Photos from the 18th Annual Honolulu Festival

Despite living in Hawaii my whole life I never made it a point to attend the Honolulu Festival. This changed last month whenI attended the 18th Annual Honolulu Festival. The theme of this years festival was bonding together, hand in hand.

Authentic sake drinking cups from Nagaoka, Japan. A lot of people tried to snag these. Photo by Coty Gonzales.

Another photo from the Nagaoka sake table. I think that these are labels for the sake bottles. Photo by Coty Gonzales.

The Honolulu Festival has grown to become a large three day event. I was only able to take in the events on the last day. In fact, I was only at the convention center for about 4 hours but yet I saw and experienced so much ethnic diversity. There was live music, dance, and cultural demonstrations. Groups from all over the world flew in to perform at the festival. I sat down and enjoyed two of the live performances. The Tada-ryu Tada Kimono Kitsuke School put on an interesting kimono dressing show. The Discendance, an Australian aboriginal group, were the show stoppers with their traditional aboriginal dance and song.

An actual Kasama potter from Kasama, Japan. Photo by Coty Gonzales.

Kasama Pottery. Photo by Coty Gonzales.

Kasama Pottery. Photo by Coty Gonzales.

When I wasn’t watching the live performance I was roaming the convention center floor. The floor featured a large craft fair featuring arts and crafts from various cultures. They had an entire section dedicated to the Kasama Potters of Japan. I had a great time watching the Kasama Potters demonstrate their craft.

“The devastating earthquake and tsunami that hit Japan in March 2011 created major long-lasting disruptions to every facet of the daily lives of people, including potters in the town of Kasama. Located in Ibaragi Prefecture, Kasama has a long history of ceramic-making dating from the 1700s, and is one of the most important art and craft centers in eastern Japan. The March 2011 earthquake was especially heartbreaking for this small town as kilns and ceramics were destroyed, devastating livelihoods in just a matter of moments. In immediate attempts to repair the kilns, the aftershocks weakened the same havoc several times over. The Kasama potters are still recovering from the devastation.”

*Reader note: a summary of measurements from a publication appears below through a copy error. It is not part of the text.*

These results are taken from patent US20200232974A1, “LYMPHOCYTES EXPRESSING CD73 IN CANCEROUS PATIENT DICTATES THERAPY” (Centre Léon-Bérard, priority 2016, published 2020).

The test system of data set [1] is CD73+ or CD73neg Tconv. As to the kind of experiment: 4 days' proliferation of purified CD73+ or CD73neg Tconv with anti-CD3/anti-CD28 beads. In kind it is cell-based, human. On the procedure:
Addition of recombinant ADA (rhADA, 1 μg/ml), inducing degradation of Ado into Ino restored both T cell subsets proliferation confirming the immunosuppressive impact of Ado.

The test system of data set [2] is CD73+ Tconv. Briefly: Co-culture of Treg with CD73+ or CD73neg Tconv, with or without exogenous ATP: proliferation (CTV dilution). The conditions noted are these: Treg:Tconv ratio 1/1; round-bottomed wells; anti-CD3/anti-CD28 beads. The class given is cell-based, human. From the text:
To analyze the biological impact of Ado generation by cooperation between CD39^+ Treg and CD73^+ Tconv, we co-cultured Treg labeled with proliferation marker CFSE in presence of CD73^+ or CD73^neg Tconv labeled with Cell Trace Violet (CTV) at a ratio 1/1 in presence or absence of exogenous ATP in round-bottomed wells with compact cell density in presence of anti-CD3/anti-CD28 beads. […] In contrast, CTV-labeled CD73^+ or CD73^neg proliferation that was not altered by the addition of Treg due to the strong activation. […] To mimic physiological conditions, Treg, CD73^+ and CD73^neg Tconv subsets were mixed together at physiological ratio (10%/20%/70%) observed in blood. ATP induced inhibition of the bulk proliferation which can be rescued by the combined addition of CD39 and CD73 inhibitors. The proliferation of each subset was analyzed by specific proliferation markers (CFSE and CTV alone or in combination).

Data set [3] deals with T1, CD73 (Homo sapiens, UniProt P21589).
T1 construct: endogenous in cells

In November 2011, a filmaking group from Hawaii traveled to Kasama, Japan, to document the devastation and story of the Kasama Potters. The result was a short film that they produced titled Place of Hope: The Kasama Potters Community and the Great Ordeal.

Also on the show floor were tons of games for the keiki that were organized by the Pacific Basin Cultural Exchange. There were tons of nifty items featured at the craft fair, however, my favorite find were the custom handmade soaps by Filthy Farm Girl. The Hawaii Senior Life Enrichment Association (HSLEA) also had an amazing art exhibit set up. I can only hope to be half as creative as those fellows in my golden years.

Traditional japanese handmade footwear. Photo by Coty Gonzales.

These ladies from the Lucoral Museum were giving away some cool custom bookmarks with your name written in Korean. Photo by Coty Gonzales.

Great penmanship. Photo by Coty Gonzales.

This guy was roaming the show floor. Photo by Coty Gonzales.

They had some cool origami demonstrations. Photo by Coty Gonzales.

Origami Scorpion. Photo by Coty Gonzales.

This is a wooden Japanese game. You swing the ball and try to have it land on the top of the wooden hand piece. Photo by Coty Gonzales.

This man created some really neat cards using his brush and some watercolors. Photo by Coty Gonzales.

Custom painted cards. Photo by Coty Gonzales.

Someone was selling handmade bottle covers at the craft fair. Photo by Coty Gonzales.

I found these awesome handmade soaps at the craft fair by Filthy Farm Girl. Photo by Coty Gonzales.

Art from a Hawaii Senior Life Enrichment Association (HSLEA) member. Photo by Coty Gonzales.

One Thousand by Shuko Fujita. Photo by Coty Gonzales.

One Thousand by Shuko Fujita. Photo by Coty Gonzales.

Hawaii Senior Life Enrichment Association Art Exhibit. Photo by Coty Gonzales.

Brushes. Photo by Coty Gonzales.

Someone from the Pacific Basin Cultural Exchange looks on as Taiko Kozo perform traditional Japanese drums. Photo by Coty Gonzales.

Foreign hula dancers waiting to perform. Photo by Coty Gonzales.

The Tada Kimono Kitsuke School. Photo by Coty Gonzales.

Descendance. Photo by Coty Gonzales.

Unfortunately, I missed the Nagaoka Fireworks presentation that took place later that evening in Waikiki. Originating from Niigata Prefecture on the Sea of Japan coast, the Nagaoka Fireworks is well known for their large fireworks display. I’m kind of bummed that I missed this. I heard that the fireworks display was stunning. Fortunately, there were a few people on Flickr who captured some photos.

Nagaoka Fireworks in Waikiki. Photo by Flickr member Marcus Luna.

Nagaoka Fireworks in Waikiki. Photo by Flickr member Andrew Wertheimer.

Nagaoka Fireworks in Waikiki. Photo by Flickr member Andrew Wertheimer.

About Coty

Founder of Exploration: Hawaii. Adventure, Minimalism, Vinyl, Typography, and Coffee + Matcha. A single space after a period, please.